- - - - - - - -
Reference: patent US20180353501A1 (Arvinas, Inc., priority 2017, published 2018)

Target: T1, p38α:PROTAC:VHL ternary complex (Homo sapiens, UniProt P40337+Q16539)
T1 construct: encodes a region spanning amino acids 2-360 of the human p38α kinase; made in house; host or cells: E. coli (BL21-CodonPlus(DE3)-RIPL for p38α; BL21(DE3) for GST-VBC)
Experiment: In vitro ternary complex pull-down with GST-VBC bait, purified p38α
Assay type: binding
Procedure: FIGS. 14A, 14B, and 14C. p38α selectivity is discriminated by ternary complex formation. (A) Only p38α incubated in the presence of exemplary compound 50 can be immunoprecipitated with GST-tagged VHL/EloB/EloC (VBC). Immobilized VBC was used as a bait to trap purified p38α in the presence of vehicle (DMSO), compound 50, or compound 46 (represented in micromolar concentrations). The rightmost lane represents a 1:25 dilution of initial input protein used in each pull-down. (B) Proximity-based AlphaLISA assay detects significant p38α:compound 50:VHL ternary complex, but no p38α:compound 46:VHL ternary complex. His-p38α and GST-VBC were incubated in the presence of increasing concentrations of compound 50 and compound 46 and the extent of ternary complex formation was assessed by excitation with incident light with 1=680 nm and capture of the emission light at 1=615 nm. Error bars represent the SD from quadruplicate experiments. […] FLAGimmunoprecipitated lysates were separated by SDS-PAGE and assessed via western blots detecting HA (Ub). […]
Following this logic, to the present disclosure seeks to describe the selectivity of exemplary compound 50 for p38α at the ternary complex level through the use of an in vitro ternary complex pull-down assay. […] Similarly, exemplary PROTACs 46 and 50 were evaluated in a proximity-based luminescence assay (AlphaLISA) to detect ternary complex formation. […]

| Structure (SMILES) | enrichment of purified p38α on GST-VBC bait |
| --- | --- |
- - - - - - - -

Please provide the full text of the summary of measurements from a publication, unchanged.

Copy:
Reference: patent US20180353501A1 (Arvinas, Inc., priority 2017, published 2018)

Target: T1, p38α:PROTAC:VHL ternary complex (Homo sapiens, UniProt P40337+Q16539)
T1 construct: encodes a region spanning amino acids 2-360 of the human p38α kinase; made in house; host or cells: E. coli (BL21-CodonPlus(DE3)-RIPL for p38α; BL21(DE3) for GST-VBC)
Experiment: In vitro ternary complex pull-down with GST-VBC bait, purified p38α
Assay type: binding
Procedure: FIGS. 14A, 14B, and 14C. p38α selectivity is discriminated by ternary complex formation. (A) Only p38α incubated in the presence of exemplary compound 50 can be immunoprecipitated with GST-tagged VHL/EloB/EloC (VBC). Immobilized VBC was used as a bait to trap purified p38α in the presence of vehicle (DMSO), compound 50, or compound 46 (represented in micromolar concentrations). The rightmost lane represents a 1:25 dilution of initial input protein used in each pull-down. (B) Proximity-based AlphaLISA assay detects significant p38α:compound 50:VHL ternary complex, but no p38α:compound 46:VHL ternary complex. His-p38α and GST-VBC were incubated in the presence of increasing concentrations of compound 50 and compound 46 and the extent of ternary complex formation was assessed by excitation with incident light with 1=680 nm and capture of the emission light at 1=615 nm. Error bars represent the SD from quadruplicate experiments. […] FLAGimmunoprecipitated lysates were separated by SDS-PAGE and assessed via western blots detecting HA (Ub). […]
Following this logic, to the present disclosure seeks to describe the selectivity of exemplary compound 50 for p38α at the ternary complex level through the use of an in vitro ternary complex pull-down assay. […] Similarly, exemplary PROTACs 46 and 50 were evaluated in a proximity-based luminescence assay (AlphaLISA) to detect ternary complex formation. […]

| Structure (SMILES) | enrichment of purified p38α on GST-VBC bait |
| --- | --- |